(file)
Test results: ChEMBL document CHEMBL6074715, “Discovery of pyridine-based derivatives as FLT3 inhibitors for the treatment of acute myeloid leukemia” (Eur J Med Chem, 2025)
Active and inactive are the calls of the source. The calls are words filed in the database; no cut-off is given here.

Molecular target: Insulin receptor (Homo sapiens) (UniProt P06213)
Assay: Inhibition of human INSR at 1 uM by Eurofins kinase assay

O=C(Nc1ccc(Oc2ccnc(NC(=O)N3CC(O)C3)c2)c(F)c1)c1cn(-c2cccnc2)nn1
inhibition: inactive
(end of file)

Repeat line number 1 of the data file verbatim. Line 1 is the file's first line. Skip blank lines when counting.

Test results: ChEMBL document CHEMBL6074715, “Discovery of pyridine-based derivatives as FLT3 inhibitors for the treatment of acute myeloid leukemia” (Eur J Med Chem, 2025)